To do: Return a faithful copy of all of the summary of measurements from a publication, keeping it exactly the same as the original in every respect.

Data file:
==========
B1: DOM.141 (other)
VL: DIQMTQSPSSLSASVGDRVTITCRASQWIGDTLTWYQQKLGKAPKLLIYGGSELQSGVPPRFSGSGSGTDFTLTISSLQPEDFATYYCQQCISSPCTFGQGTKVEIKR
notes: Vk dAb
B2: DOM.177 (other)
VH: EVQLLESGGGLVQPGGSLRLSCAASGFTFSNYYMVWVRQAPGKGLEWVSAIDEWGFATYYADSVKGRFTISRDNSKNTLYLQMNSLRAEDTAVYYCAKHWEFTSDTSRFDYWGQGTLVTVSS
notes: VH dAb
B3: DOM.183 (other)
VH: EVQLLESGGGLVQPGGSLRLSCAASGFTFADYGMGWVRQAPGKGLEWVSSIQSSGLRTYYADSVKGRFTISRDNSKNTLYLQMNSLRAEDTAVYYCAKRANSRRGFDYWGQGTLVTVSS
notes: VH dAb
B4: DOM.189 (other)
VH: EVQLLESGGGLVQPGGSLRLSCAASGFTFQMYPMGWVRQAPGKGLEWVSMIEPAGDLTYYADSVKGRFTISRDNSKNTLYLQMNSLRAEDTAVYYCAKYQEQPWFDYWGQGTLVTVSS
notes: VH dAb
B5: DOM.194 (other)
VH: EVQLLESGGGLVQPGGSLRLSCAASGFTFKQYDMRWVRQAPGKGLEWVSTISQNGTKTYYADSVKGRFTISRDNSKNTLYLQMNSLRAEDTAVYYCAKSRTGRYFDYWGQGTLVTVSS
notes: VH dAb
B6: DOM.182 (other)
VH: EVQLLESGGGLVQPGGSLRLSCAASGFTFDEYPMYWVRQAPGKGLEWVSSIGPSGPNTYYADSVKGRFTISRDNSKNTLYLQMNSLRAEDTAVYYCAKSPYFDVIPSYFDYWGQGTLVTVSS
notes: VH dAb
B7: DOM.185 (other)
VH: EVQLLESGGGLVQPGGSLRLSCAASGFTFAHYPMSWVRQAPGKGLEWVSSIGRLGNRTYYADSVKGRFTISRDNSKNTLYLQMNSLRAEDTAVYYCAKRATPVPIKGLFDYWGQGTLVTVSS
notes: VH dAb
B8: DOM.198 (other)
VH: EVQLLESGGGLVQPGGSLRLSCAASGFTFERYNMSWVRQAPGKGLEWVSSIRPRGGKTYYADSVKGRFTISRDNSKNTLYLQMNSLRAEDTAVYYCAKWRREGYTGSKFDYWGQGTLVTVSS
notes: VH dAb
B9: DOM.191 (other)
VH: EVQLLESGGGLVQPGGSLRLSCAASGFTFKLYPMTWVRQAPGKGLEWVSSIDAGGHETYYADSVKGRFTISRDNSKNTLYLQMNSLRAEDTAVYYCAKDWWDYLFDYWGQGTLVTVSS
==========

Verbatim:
B1: DOM.141 (other)
VL: DIQMTQSPSSLSASVGDRVTITCRASQWIGDTLTWYQQKLGKAPKLLIYGGSELQSGVPPRFSGSGSGTDFTLTISSLQPEDFATYYCQQCISSPCTFGQGTKVEIKR
notes: Vk dAb
B2: DOM.177 (other)
VH: EVQLLESGGGLVQPGGSLRLSCAASGFTFSNYYMVWVRQAPGKGLEWVSAIDEWGFATYYADSVKGRFTISRDNSKNTLYLQMNSLRAEDTAVYYCAKHWEFTSDTSRFDYWGQGTLVTVSS
notes: VH dAb
B3: DOM.183 (other)
VH: EVQLLESGGGLVQPGGSLRLSCAASGFTFADYGMGWVRQAPGKGLEWVSSIQSSGLRTYYADSVKGRFTISRDNSKNTLYLQMNSLRAEDTAVYYCAKRANSRRGFDYWGQGTLVTVSS
notes: VH dAb
B4: DOM.189 (other)
VH: EVQLLESGGGLVQPGGSLRLSCAASGFTFQMYPMGWVRQAPGKGLEWVSMIEPAGDLTYYADSVKGRFTISRDNSKNTLYLQMNSLRAEDTAVYYCAKYQEQPWFDYWGQGTLVTVSS
notes: VH dAb
B5: DOM.194 (other)
VH: EVQLLESGGGLVQPGGSLRLSCAASGFTFKQYDMRWVRQAPGKGLEWVSTISQNGTKTYYADSVKGRFTISRDNSKNTLYLQMNSLRAEDTAVYYCAKSRTGRYFDYWGQGTLVTVSS
notes: VH dAb
B6: DOM.182 (other)
VH: EVQLLESGGGLVQPGGSLRLSCAASGFTFDEYPMYWVRQAPGKGLEWVSSIGPSGPNTYYADSVKGRFTISRDNSKNTLYLQMNSLRAEDTAVYYCAKSPYFDVIPSYFDYWGQGTLVTVSS
notes: VH dAb
B7: DOM.185 (other)
VH: EVQLLESGGGLVQPGGSLRLSCAASGFTFAHYPMSWVRQAPGKGLEWVSSIGRLGNRTYYADSVKGRFTISRDNSKNTLYLQMNSLRAEDTAVYYCAKRATPVPIKGLFDYWGQGTLVTVSS
notes: VH dAb
B8: DOM.198 (other)
VH: EVQLLESGGGLVQPGGSLRLSCAASGFTFERYNMSWVRQAPGKGLEWVSSIRPRGGKTYYADSVKGRFTISRDNSKNTLYLQMNSLRAEDTAVYYCAKWRREGYTGSKFDYWGQGTLVTVSS
notes: VH dAb
B9: DOM.191 (other)
VH: EVQLLESGGGLVQPGGSLRLSCAASGFTFKLYPMTWVRQAPGKGLEWVSSIDAGGHETYYADSVKGRFTISRDNSKNTLYLQMNSLRAEDTAVYYCAKDWWDYLFDYWGQGTLVTVSS